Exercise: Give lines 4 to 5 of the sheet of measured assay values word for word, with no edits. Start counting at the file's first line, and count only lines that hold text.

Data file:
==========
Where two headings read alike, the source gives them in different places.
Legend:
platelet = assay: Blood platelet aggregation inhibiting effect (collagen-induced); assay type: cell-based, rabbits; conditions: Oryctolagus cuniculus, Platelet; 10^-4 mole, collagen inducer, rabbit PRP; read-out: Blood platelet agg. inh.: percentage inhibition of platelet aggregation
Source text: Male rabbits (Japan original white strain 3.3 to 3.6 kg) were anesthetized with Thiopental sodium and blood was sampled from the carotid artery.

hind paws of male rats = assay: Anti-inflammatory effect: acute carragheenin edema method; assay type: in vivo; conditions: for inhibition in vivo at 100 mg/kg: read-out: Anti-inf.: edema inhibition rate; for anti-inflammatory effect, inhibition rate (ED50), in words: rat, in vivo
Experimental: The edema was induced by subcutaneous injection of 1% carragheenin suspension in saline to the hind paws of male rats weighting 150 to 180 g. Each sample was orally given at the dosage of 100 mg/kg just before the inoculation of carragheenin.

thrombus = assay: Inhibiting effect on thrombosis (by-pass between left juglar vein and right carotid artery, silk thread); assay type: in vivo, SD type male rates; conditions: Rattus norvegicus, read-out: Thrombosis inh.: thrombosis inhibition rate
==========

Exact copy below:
Source text: Male rabbits (Japan original white strain 3.3 to 3.6 kg) were anesthetized with Thiopental sodium and blood was sampled from the carotid artery.

hind paws of male rats = assay: Anti-inflammatory effect: acute carragheenin edema method; assay type: in vivo; conditions: for inhibition in vivo at 100 mg/kg: read-out: Anti-inf.: edema inhibition rate; for anti-inflammatory effect, inhibition rate (ED50), in words: rat, in vivo